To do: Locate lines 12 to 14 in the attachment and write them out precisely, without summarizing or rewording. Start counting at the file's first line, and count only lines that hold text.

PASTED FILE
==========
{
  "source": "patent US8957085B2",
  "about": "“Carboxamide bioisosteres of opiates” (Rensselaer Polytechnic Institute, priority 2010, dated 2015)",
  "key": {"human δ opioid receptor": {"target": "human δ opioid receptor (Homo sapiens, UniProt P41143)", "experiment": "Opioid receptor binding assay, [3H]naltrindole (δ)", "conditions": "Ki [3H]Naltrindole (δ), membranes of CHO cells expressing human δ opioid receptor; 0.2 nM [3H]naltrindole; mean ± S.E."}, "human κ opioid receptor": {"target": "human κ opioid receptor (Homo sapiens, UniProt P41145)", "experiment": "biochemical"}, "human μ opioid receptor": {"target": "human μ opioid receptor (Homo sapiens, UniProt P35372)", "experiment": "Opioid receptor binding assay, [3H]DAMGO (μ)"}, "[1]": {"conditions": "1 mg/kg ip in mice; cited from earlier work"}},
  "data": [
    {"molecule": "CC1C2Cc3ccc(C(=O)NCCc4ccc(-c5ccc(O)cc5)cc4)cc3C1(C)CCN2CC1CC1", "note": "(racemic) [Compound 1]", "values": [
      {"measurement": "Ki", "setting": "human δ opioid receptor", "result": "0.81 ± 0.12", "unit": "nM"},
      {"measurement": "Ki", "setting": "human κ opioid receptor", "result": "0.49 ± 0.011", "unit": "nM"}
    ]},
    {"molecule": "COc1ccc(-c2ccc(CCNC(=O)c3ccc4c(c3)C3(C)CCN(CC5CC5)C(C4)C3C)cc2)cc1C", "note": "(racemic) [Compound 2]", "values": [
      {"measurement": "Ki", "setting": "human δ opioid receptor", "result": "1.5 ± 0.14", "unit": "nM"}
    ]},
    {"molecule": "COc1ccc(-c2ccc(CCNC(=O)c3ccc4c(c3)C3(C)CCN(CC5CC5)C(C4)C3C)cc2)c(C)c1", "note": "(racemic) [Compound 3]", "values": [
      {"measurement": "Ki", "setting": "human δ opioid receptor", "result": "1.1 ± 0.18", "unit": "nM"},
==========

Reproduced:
    ]},
    {"molecule": "COc1ccc(-c2ccc(CCNC(=O)c3ccc4c(c3)C3(C)CCN(CC5CC5)C(C4)C3C)cc2)c(C)c1", "note": "(racemic) [Compound 3]", "values": [
      {"measurement": "Ki", "setting": "human δ opioid receptor", "result": "1.1 ± 0.18", "unit": "nM"},